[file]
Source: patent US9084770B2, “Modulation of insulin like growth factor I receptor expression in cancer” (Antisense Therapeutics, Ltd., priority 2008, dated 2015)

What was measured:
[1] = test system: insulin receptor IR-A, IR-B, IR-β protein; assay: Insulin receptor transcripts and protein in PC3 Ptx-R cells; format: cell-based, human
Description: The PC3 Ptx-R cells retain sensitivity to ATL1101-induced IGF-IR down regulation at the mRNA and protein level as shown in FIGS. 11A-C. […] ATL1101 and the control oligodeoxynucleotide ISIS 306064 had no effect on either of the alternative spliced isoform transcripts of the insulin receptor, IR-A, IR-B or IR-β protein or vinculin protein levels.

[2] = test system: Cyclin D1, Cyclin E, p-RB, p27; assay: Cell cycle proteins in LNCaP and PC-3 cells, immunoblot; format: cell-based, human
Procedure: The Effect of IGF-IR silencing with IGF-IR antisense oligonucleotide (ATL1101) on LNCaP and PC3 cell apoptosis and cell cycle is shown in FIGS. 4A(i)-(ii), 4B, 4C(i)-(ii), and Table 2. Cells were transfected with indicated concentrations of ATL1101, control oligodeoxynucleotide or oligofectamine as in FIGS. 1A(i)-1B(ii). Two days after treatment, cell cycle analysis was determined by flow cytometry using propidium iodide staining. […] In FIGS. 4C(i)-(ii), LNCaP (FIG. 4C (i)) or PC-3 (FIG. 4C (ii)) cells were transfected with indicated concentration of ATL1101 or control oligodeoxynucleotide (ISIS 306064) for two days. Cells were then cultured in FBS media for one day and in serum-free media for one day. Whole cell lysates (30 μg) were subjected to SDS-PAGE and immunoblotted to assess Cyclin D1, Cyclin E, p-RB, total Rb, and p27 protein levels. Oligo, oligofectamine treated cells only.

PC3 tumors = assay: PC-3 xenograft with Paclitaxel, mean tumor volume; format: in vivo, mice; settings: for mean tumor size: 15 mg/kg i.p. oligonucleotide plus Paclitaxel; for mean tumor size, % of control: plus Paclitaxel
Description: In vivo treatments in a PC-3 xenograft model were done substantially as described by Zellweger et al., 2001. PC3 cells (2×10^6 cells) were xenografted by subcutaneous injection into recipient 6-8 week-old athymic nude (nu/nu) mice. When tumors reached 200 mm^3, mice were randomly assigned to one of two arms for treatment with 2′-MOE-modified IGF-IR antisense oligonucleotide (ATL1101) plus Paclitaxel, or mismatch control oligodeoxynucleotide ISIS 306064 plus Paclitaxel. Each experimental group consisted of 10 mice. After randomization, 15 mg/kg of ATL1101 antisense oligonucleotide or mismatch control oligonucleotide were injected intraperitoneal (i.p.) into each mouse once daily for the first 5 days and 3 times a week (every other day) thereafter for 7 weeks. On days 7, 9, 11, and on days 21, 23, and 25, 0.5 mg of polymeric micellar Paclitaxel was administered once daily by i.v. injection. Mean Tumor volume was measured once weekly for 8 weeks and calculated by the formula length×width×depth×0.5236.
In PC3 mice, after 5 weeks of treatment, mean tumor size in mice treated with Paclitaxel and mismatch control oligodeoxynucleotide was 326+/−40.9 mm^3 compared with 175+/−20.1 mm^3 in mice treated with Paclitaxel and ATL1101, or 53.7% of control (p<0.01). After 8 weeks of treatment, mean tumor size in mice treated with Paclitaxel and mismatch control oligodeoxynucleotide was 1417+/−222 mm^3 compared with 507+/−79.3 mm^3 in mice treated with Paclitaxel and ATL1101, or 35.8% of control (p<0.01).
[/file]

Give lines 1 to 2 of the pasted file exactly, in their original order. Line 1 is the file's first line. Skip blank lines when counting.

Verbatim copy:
Source: patent US9084770B2, “Modulation of insulin like growth factor I receptor expression in cancer” (Antisense Therapeutics, Ltd., priority 2008, dated 2015)

What was measured: